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A Practical Example Demonstrating the Utility of Single-world Intervention Graphs

Breskin, Alexander; Cole, Stephen R.; Hudgens, Michael G.

Author Information
doi: 10.1097/EDE.0000000000000797

To the Editor:

Causal diagrams1,2 have become widespread in epidemiologic research. Recently developed single-world intervention graphs explicitly connect the potential outcomes framework of causal inference with causal diagrams.3 Here, we provide a practical example demonstrating how single-world intervention graphs can supplement traditional causal diagrams.

A randomized controlled trial is conducted to evaluate whether a vaccine (A = 1 if vaccine, 0 if placebo) decreases the risk of disease (

if disease, 0 otherwise). Individuals are enrolled at baseline, randomized to vaccine or placebo, followed 6 months, and monitored for disease. The vaccine is more likely to result in injection site pain (

if pain, 0 otherwise), and those with pain are more likely to drop out and have unobserved outcomes (

if dropped out, 0 otherwise). Participants with poor (unmeasured) health (

if poor health, 0 otherwise) are more likely to experience pain and get the disease. The scenario is summarized in Figure A.

There is selection bias if we condition on not dropping out (

) because the path

is opened. Stratifying on W does not block this path and may in fact induce more bias. Based on this causal diagram, it is not immediately clear how to identify the causal effect of the vaccine using the observed data (although see references 4, 5, or 6).

The single-world intervention graph in Figure B, however, clearly displays the independencies necessary to identify the effect of the vaccine from the observed data as follows (here, a variable

represents the value of

had the individual received vaccine level

):

The first equality holds by the law of total probability, the second by d-separation of

and

given

, the third by d-separation of

and

, the fourth by d-separation of

and

given

and

, and the last by causal consistency. All components of the final line of the equation, which is Robins’ g-formula,7 can be estimated from observed data. The key insight provided by the single-world intervention graph is that

is independent of

given

, but conditioning on

does not open any paths between

and

.

We conducted a simulation of 1,000,000 individuals for illustration (SAS code is available in the eAppendix; http://links.lww.com/EDE/B306). Individuals were randomly assigned vaccine with probability 0.5 and had probability 0.3 of being in poor health. The probability of injection site pain for healthy individuals was 0.2 if assigned placebo and 0.6 if assigned vaccine. Poor health increased the probability of pain by 0.3. The probability of dropping out was 0.1 for those without pain and 0.9 for those with pain. Finally, the probability of disease was 0.3 for healthy individuals assigned placebo, and it was increased by 0.5 by poor health and decreased by 0.2 by the vaccine.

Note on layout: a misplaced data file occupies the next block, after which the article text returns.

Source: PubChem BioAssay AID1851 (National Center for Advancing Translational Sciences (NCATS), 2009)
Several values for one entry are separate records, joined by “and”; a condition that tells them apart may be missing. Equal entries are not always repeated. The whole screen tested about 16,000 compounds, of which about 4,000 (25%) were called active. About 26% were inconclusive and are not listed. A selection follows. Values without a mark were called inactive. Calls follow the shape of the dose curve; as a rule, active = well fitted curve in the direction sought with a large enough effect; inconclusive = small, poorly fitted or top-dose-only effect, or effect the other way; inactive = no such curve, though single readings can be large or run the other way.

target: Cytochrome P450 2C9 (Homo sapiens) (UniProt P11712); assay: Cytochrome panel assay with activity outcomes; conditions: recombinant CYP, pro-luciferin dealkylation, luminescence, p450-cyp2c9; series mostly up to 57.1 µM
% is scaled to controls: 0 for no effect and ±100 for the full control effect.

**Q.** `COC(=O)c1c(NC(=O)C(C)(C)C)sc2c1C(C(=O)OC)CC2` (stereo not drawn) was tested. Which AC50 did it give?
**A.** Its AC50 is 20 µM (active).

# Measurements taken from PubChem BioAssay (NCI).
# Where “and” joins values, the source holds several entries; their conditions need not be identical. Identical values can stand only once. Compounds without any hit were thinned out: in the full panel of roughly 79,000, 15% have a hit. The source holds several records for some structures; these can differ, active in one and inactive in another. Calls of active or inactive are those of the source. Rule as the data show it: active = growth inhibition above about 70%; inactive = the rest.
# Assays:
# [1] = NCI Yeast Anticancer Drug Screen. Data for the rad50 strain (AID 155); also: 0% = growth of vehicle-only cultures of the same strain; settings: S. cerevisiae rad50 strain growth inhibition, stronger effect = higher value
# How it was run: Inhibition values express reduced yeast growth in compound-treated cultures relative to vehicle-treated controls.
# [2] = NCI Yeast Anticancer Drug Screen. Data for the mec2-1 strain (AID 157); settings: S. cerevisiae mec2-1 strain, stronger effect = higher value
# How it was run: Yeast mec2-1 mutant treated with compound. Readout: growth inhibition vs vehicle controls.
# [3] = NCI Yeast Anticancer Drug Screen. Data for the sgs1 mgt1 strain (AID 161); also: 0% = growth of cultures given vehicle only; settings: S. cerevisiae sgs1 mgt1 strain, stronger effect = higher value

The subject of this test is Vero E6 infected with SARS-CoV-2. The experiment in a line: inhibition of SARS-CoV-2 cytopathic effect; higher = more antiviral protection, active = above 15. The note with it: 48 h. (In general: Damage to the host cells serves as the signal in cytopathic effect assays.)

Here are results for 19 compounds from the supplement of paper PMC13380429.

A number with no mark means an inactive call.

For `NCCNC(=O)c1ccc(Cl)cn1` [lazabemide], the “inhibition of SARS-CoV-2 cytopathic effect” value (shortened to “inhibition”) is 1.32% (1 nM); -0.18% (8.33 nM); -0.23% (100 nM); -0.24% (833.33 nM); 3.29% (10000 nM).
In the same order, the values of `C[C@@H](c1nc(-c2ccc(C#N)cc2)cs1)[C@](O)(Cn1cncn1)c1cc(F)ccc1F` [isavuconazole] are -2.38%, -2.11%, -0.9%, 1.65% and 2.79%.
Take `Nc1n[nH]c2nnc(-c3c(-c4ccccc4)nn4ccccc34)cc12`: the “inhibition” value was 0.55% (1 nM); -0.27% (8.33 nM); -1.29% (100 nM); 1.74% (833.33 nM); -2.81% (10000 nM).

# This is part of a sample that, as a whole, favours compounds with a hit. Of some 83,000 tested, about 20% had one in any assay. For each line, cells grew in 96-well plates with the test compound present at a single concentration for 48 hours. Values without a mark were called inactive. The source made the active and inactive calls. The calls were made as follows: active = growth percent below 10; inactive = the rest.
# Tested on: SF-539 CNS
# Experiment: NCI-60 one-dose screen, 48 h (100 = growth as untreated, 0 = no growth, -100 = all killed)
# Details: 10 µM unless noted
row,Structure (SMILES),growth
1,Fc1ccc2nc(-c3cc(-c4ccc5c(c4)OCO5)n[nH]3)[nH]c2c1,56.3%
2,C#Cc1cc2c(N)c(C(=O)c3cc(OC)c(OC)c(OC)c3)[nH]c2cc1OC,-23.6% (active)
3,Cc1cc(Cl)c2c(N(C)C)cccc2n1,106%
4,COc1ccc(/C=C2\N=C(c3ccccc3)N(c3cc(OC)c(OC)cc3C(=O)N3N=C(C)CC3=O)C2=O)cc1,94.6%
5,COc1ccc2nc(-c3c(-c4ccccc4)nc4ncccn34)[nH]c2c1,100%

The true effect of the vaccine on the disease was a 0.20 decrease in risk. The complete case analysis gave a 0.24 decrease in risk. Stratifying on injection site pain worsened the bias, giving a 0.26 decrease in risk. Finally, the g-formula with empirically estimated expectations and probabilities yielded the true decrease of 0.20.

An anonymous reviewer noted that the derivation above also holds with certain additional edges in the causal diagram, such as

or

. These would lead to, respectively, edges

or

in the single-world intervention graph. In the latter case,

is d-separated from

given

and

, thus

would remain independent of

conditional on

(Theorem 12 in Richardson and Robins3). The reviewer also noted that the derivation fails with unmeasured confounding between

and

or between

and

.

FIGURE
FIGURE:
The causal diagram (A) corresponding to the vaccine trial. The single-world intervention template (B), the template used to construct single-world intervention graphs, corresponding to the vaccine trial is constructed by splitting the treatment node of the causal diagram, and replacing all descendants of the assigned treatment with their potential outcomes.

ACKNOWLEDGMENTS

The authors thank the anonymous reviewer of this letter for their helpful comments.

Alexander Breskin

Stephen R. Cole

Department of Epidemiology

University of North Carolina at Chapel Hill

Chapel Hill, NC

[email protected]

Michael G. Hudgens

Department of Biostatistics

University of North Carolina at Chapel Hill

Chapel Hill, NC

REFERENCES

1. Pearl JCausal diagrams for empirical research. Biometrika. 1995;82:669–688.
2. Greenland S, Pearl J, Robins JMCausal diagrams for epidemiologic research. Epidemiology. 1999;10:37–48.
3. Richardson TS, Robins JMSingle world intervention graphs (SWIGs): a unification of the counterfactual and graphical approaches to causality. Cent Stat Soc Sci Univ Washingt Ser Work Pap. 2013;128:2013.
4. Bareinboim E, Pearl JControlling selection bias in causal inference. Proc Learn Res. 2012;22:100–108.
5. Bareinboim E, Tian J, Pearl JRecovering from selection bias in causal and statistical inference. Proceedings of the Twenty-Eighth AAAI Conference on Artificial Intelligence. 2014;2410–2416.
6. Bareinboim E, Tian JRecovering causal effects from selection bias. Proceedings of the Twenty-Ninth AAAI Conference on Artificial Intelligence. 2015:3475–3481.
7. Robins JA new approach to causal inference in mortality studies with a sustained exposure period—application to control of the healthy worker survivor effect. Math Model. 1986;7:1393–1512.

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